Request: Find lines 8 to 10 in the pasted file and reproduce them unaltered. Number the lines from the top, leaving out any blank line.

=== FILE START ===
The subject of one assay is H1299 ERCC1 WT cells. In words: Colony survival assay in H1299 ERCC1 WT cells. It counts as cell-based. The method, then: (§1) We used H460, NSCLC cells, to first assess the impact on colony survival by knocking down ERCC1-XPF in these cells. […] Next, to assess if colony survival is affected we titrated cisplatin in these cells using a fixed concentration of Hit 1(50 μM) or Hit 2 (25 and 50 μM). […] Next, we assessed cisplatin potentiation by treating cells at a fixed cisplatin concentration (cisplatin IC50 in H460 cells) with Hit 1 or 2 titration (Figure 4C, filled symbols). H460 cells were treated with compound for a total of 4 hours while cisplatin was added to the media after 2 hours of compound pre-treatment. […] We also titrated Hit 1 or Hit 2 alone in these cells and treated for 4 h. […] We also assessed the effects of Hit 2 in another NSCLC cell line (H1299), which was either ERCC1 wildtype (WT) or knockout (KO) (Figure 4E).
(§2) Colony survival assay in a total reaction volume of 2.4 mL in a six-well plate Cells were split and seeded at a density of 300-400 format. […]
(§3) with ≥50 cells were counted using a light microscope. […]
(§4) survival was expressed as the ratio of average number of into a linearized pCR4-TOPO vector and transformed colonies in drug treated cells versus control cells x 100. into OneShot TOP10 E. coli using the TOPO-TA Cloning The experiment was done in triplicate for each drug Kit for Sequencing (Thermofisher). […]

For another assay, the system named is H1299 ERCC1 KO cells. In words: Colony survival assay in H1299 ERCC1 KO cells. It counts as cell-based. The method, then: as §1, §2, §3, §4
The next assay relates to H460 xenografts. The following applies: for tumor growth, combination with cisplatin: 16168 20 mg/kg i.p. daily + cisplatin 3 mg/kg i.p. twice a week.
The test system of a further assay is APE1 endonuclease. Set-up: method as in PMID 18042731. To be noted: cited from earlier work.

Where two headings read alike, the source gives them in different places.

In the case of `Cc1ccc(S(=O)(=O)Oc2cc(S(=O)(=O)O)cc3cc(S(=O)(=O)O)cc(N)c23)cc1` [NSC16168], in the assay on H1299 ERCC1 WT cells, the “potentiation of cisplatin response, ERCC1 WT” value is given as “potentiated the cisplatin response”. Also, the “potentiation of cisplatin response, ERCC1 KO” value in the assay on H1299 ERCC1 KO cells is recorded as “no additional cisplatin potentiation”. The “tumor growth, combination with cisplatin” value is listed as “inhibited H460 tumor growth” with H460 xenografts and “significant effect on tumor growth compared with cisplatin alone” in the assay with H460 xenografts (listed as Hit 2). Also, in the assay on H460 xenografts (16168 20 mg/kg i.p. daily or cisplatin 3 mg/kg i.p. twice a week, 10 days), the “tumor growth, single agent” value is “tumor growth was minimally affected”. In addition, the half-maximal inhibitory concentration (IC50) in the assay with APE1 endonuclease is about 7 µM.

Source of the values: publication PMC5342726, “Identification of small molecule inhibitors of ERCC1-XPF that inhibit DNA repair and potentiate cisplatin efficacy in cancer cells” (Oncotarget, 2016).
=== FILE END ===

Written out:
Where two headings read alike, the source gives them in different places.

In the case of `Cc1ccc(S(=O)(=O)Oc2cc(S(=O)(=O)O)cc3cc(S(=O)(=O)O)cc(N)c23)cc1` [NSC16168], in the assay on H1299 ERCC1 WT cells, the “potentiation of cisplatin response, ERCC1 WT” value is given as “potentiated the cisplatin response”. Also, the “potentiation of cisplatin response, ERCC1 KO” value in the assay on H1299 ERCC1 KO cells is recorded as “no additional cisplatin potentiation”. The “tumor growth, combination with cisplatin” value is listed as “inhibited H460 tumor growth” with H460 xenografts and “significant effect on tumor growth compared with cisplatin alone” in the assay with H460 xenografts (listed as Hit 2). Also, in the assay on H460 xenografts (16168 20 mg/kg i.p. daily or cisplatin 3 mg/kg i.p. twice a week, 10 days), the “tumor growth, single agent” value is “tumor growth was minimally affected”. In addition, the half-maximal inhibitory concentration (IC50) in the assay with APE1 endonuclease is about 7 µM.

Source of the values: publication PMC5342726, “Identification of small molecule inhibitors of ERCC1-XPF that inhibit DNA repair and potentiate cisplatin efficacy in cancer cells” (Oncotarget, 2016).